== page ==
Farm animals have been disappearing from our fields as the production of food has become a global industry. We no longer know for certain what is entering the food chain and what we are eating - as the UK horsemeat scandal demonstrated. We are reaching a tipping point as the farming revolution threatens our countryside, health, and the quality of our food wherever we live in the world.
Farmageddon is a fascinating and terrifying investigative journey behind the closed doors of a runaway industry across the world - from the UK, Europe, and the USA, to China, Argentina, Peru, and Mexico. It is both a wake-up call to change our current food production and eating practices and an attempt to find a way to a better farming future.
©2014 Philip Lymbery and Isabel Oakeshott (P)2014 Audible, Inc.
The authors explain in an interesting way methods used nowadays to provide endless meat resources to the supermarkets. It is an interesting story of the industry and how it affects communities worldwide providing facts and research based evidence of the influence that modern farming has on people and planet.
It gives a food for thought on how the world is changing and why we should think twice about the origin of the food we are eating.
I didn't like the narrator. He started at a good tempo (as in the audible sample) but slowed to an annoyingly pedestrian pace part way through. The narration shouldn't be so slow that it gives you time to contemplate each word.
I was hoping for a little more education and a little less story.
The narrator needs to read sentences, not words. The reading had a very deliberate feel to it. It wasn't flowing. It just wasn't easy to listen to.
For the most part, I enjoyed the author's writing, and I likely would not have returned the book had the narrator read the material at a faster pace. Given the title, I was expecting something a little more educational, and a little less biographical, and I was disappointed with how little I learned from the book. There are nuggets of interest buried in mountains of verbiage.
This book was very well written and read. It opened my eyes to the effects that factory farming has and why we as consumers must use our money to change the demand. Buy local organic free range grass fed :)
Busy full time student and part-time fitness instructor. I'm a sucker for lattes and wine.
For some reason, the British accent turned me off to continue listening. Informative, but I couldn't finish it.
You only need to have little bit of common sense to see that monocultures are a bad idea. You only need a little bit of compassion to feel that the way modern farming practices treat animals is wrong.
You only need a little bit of conviction to change your grocery shopping habits, just a little at first, then perhaps snowballing in to finding yourself buying mostly local, mostly organic, mostly plant-based, and so on.
Start the journey and see where it takes you. I feel good because the food I eat is healthier AND because the food-systems I support with my purchases makes the world a bit happier.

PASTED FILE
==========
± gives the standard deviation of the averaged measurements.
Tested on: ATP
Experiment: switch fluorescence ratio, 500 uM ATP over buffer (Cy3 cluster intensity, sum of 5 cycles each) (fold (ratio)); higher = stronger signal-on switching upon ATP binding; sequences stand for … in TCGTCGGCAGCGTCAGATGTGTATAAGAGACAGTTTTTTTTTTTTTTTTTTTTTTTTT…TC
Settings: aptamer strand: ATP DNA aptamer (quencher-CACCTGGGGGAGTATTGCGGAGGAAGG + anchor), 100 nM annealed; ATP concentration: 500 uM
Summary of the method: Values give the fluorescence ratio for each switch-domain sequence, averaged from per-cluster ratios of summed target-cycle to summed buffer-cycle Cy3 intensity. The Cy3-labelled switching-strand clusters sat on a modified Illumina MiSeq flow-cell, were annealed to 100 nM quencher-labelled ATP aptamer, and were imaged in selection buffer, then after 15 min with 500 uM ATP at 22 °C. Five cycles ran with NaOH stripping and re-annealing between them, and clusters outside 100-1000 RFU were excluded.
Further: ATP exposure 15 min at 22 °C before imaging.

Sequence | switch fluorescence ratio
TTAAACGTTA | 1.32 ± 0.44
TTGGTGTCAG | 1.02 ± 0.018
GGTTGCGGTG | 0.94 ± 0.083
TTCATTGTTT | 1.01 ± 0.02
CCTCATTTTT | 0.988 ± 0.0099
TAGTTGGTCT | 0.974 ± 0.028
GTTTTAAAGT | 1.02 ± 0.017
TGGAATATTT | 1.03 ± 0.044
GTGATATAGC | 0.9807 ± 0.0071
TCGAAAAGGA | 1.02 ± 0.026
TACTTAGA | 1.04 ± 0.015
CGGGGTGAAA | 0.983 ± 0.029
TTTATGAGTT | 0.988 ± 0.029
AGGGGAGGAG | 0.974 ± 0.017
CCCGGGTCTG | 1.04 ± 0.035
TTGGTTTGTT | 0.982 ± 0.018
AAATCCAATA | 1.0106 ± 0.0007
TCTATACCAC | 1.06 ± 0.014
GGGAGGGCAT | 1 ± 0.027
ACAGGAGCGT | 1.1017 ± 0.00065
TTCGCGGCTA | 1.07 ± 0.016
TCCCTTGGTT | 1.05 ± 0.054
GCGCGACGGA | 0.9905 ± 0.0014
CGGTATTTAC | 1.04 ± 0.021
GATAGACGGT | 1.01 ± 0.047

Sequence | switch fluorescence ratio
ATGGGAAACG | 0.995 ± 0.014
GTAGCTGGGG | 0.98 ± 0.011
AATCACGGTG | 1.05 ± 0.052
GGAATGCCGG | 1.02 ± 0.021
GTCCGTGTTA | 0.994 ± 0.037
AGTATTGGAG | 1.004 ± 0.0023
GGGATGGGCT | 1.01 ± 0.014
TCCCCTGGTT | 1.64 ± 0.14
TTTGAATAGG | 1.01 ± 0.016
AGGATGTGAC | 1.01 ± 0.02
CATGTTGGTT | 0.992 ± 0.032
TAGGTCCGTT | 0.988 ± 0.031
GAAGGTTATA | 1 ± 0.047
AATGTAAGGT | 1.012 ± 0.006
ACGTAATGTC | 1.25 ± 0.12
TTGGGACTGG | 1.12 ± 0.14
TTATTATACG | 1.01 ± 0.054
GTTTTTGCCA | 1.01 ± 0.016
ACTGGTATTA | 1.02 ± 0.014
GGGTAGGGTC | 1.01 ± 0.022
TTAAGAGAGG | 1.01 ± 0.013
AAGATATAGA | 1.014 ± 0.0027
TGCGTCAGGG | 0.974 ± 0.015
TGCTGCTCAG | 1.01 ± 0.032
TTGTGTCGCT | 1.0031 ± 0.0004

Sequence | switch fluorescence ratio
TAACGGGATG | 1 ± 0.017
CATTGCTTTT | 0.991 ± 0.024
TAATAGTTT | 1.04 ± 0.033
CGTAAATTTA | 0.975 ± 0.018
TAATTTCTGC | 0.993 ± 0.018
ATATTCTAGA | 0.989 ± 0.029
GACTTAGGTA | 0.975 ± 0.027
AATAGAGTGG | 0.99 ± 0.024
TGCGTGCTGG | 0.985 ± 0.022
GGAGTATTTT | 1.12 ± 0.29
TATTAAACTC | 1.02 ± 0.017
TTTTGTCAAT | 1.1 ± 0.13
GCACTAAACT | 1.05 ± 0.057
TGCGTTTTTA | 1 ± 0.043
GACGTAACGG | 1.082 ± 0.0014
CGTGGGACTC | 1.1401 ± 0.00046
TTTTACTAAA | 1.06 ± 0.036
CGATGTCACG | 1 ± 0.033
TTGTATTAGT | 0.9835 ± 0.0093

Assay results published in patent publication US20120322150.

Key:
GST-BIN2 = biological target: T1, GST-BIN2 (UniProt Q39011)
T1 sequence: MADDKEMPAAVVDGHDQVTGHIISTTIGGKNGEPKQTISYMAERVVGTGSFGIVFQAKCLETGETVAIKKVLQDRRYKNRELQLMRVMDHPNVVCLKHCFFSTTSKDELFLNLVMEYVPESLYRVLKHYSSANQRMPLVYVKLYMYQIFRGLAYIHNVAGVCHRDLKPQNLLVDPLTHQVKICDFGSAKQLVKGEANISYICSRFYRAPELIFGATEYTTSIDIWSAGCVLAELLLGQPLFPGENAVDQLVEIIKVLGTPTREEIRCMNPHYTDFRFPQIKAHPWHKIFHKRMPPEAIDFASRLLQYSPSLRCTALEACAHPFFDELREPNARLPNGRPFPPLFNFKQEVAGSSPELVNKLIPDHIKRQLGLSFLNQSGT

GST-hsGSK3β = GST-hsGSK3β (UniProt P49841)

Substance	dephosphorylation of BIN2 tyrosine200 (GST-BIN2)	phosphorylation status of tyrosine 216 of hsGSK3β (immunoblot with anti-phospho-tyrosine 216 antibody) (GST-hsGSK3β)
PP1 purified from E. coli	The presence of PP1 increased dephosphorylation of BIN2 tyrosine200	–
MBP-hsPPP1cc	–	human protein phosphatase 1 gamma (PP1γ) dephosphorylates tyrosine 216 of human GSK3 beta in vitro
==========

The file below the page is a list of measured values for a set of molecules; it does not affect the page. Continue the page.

Listen to this book if you want a catalyst for making the change.
"Good book, bad reading."
Industrial farming's bad!
It's not a fictional book.
The subject matter is shocking, but a few hours in it seems to take a toll on his mood, he speaks with a downwards inflection towards the end of sentences which makes the book seem especially dreary.
It's 15 hours.
From start to finish, I enjoyed every minute. Excellently written and narrated. Reveals the terrible truth about modern farming across the world and what you can do as a consumer. Such a powerful book, I'll be recommending it to everyone.
"The agony that provides our nourishment."
The honest approach that the authors have to all aspects of the 'Food Industry'. It tears the lid off how our produce is determined, in many ways, we the consumer are directed to purchase 'certain products', even against our will. Much of this is by clever advertising, product endorsement also downright under-hand methods.
The breadth of the subjects dealt with,are numerous, cereals, livestock, pollination and animal waste. Further to the above, each aspect of the subject was examined in depth revealing very often more alarming elements to be found, many of which impinged on related farming factors.
Julian Elfer was probably stronger at characterising Philip Lymberry, as his voice was masculine. He would reference the co-author Isabel Oakshott, but certainly attempt her in the dialogue.
The transportation of the bees for the Almond Pollination'. The incident was when a lorry overturned, not only wrecking the lorry, but angering some 5 million bees who were loosed into the countryside from the damaged hives, with the risk to life and limb of frustrated bees.
We are all probably aware that 'Factory Farming' provides the food that we buy, little knowing the lengths that 'Corporate Methods' determine how we will become consumers, innocent but complicate consumers.
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